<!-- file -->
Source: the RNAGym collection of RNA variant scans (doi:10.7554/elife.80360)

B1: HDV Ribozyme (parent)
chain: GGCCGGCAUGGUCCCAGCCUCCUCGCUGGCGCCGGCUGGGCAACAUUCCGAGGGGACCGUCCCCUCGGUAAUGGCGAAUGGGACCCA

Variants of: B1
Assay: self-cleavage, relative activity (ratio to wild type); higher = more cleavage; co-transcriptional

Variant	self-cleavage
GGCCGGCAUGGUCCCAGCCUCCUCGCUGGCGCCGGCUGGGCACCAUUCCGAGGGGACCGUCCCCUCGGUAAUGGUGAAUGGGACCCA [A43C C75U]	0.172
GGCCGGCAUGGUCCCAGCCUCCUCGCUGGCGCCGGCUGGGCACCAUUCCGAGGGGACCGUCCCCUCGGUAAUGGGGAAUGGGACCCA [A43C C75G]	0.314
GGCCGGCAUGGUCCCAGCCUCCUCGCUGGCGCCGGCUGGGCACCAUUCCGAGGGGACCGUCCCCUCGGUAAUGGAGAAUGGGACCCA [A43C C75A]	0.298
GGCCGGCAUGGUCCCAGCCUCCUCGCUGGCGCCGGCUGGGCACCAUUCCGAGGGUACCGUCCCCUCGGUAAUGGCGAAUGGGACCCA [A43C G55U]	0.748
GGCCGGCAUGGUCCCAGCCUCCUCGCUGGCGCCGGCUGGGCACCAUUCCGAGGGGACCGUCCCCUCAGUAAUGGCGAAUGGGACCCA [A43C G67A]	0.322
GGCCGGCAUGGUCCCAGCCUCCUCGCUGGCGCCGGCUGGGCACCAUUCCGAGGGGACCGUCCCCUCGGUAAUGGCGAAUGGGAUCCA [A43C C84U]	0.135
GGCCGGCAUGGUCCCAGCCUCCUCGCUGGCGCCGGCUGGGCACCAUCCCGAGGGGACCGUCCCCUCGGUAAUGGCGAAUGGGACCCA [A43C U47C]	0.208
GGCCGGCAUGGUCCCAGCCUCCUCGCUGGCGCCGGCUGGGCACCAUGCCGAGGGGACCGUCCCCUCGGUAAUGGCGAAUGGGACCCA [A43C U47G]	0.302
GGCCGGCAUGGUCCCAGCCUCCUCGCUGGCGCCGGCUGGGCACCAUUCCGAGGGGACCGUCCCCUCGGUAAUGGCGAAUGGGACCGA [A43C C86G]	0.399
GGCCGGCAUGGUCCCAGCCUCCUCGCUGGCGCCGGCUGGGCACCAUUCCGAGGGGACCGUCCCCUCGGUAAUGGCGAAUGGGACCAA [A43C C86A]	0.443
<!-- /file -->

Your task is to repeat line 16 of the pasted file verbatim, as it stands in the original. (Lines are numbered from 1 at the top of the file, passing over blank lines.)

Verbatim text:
GGCCGGCAUGGUCCCAGCCUCCUCGCUGGCGCCGGCUGGGCACCAUUCCGAGGGGACCGUCCCCUCGGUAAUGGCGAAUGGGACCAA [A43C C86A]	0.443